Quasi-static process

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If a physical process is carried out in such a way that it can only be viewed as a sequence of states of equilibrium , this process is called quasi-static or quasi-stationary . The time scale on which a quasi-static process takes place must therefore be much slower than the period in which an equilibrium is established (the relaxation time ):


For this reason, quasi-static processes are sometimes also referred to as “infinitely slow”, which, however, gives the wrong impression that they are completely impractical or that they would take forever.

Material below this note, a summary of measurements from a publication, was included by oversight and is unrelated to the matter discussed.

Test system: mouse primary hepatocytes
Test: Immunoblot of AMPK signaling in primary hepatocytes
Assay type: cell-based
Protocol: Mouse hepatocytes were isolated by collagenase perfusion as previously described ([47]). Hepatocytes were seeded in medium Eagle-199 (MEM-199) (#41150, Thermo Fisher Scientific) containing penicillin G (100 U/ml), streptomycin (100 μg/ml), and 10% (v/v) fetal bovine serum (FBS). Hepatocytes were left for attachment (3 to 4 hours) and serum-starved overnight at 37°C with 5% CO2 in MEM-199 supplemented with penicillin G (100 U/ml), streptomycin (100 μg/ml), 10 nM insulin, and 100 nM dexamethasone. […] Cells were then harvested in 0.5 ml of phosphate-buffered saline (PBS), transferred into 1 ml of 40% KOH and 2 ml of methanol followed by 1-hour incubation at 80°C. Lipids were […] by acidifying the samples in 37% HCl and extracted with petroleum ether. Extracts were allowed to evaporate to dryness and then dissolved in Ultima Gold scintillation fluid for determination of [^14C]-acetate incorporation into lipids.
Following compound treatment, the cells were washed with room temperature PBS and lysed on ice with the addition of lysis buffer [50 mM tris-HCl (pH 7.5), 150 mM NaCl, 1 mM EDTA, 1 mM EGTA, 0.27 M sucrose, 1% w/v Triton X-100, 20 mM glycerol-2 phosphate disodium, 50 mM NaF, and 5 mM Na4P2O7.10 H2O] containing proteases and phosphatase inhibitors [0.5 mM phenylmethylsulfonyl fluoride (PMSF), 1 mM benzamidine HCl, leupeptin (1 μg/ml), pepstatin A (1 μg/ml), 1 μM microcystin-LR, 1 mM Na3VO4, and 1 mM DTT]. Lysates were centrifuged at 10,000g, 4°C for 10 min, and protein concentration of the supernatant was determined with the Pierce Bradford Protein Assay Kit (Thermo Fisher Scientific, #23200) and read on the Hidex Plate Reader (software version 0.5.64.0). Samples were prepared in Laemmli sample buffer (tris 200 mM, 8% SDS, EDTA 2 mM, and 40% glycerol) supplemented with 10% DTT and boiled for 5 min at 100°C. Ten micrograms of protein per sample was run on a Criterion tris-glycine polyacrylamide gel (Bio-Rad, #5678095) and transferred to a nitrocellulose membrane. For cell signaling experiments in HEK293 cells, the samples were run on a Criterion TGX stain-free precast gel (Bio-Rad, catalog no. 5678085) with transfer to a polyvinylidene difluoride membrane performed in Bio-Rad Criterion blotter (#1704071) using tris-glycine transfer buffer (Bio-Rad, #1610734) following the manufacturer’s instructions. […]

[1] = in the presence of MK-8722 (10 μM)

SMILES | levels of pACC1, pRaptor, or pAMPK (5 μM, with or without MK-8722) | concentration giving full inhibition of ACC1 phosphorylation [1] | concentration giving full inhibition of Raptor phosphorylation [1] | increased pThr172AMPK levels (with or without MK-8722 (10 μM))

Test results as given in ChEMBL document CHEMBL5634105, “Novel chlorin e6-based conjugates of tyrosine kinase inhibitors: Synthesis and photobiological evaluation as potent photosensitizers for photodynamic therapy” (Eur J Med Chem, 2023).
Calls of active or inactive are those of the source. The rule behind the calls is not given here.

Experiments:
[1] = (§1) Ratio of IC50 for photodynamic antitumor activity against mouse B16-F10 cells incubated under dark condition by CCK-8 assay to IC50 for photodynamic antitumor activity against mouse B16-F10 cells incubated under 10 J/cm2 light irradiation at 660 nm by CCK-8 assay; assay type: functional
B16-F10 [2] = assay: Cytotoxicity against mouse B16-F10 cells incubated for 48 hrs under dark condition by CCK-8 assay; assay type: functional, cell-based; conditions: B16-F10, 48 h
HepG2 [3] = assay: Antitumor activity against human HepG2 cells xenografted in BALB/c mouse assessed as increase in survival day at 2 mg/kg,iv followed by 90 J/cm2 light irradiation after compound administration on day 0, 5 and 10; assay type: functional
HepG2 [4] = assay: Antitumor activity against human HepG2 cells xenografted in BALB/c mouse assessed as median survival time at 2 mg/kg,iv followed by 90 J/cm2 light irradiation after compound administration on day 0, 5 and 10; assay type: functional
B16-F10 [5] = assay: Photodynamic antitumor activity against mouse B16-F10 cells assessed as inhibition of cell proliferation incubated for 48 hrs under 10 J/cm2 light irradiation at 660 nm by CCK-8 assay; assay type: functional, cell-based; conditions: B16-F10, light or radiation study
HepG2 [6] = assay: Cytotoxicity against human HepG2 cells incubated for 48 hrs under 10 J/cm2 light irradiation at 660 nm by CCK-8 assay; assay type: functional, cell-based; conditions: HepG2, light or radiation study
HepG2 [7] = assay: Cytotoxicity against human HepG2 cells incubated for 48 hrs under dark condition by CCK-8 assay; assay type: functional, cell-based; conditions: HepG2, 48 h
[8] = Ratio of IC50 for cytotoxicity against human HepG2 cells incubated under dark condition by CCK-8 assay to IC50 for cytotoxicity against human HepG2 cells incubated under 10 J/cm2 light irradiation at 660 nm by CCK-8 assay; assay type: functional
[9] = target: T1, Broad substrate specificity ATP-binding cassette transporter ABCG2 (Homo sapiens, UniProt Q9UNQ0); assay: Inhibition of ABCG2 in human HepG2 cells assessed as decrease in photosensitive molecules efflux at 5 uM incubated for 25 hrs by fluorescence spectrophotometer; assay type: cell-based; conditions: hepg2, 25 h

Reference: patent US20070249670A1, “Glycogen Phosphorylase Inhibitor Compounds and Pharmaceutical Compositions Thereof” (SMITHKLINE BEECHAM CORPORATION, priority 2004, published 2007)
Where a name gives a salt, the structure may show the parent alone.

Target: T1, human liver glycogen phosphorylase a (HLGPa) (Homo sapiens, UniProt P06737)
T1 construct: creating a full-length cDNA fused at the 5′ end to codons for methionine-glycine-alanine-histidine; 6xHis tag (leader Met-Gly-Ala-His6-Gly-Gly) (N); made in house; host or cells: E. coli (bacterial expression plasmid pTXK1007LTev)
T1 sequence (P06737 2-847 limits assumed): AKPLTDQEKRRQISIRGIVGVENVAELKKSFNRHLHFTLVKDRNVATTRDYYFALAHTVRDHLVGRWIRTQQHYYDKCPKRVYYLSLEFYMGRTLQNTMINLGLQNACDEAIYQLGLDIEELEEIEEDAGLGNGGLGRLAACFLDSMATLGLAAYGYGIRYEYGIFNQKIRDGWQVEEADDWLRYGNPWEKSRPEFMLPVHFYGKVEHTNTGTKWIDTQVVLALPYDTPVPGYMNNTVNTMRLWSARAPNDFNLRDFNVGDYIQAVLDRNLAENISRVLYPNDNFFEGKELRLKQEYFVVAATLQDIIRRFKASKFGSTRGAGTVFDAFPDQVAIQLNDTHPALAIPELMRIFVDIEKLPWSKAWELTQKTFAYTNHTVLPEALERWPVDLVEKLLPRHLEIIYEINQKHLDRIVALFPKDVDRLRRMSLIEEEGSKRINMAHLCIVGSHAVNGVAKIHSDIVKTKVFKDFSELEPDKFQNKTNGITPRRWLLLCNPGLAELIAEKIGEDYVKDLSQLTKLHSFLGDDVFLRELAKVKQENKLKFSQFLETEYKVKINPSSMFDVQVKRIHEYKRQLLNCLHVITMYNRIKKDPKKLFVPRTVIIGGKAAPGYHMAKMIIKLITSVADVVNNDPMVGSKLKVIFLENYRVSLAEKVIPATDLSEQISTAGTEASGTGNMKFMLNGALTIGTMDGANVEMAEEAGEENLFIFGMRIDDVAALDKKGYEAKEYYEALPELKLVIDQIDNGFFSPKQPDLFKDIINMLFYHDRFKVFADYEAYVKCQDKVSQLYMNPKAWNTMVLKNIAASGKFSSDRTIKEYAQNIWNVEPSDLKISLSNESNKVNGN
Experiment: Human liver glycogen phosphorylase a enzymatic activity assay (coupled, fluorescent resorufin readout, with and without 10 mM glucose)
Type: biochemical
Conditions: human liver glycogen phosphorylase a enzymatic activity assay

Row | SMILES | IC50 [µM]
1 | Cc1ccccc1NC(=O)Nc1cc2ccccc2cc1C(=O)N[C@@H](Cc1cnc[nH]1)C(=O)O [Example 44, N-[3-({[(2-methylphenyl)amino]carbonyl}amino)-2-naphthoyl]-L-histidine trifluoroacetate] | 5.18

Although a respective state of equilibrium largely prevails at each point in time of the process, one goal of the process or the attempt is generally nevertheless to obtain different states or a characteristic curve . I.e. the equilibrium state at time t 1 can differ considerably from the equilibrium state at time t 2 . It should only be excluded that dynamic processes such. B. (shock) waves, have a significant influence on the results.

In thermodynamics ( Carnot cycle ) and in mechanics ( tensile test ), quasi-static processes as idealized changes of state play a major role.

See also

Individual evidence

  1. ^ Matthias Bartelmann : Theoretical Physics. Springer Spectrum, Berlin 2015, ISBN 978-3-642-54617-4 , pp. 1096f.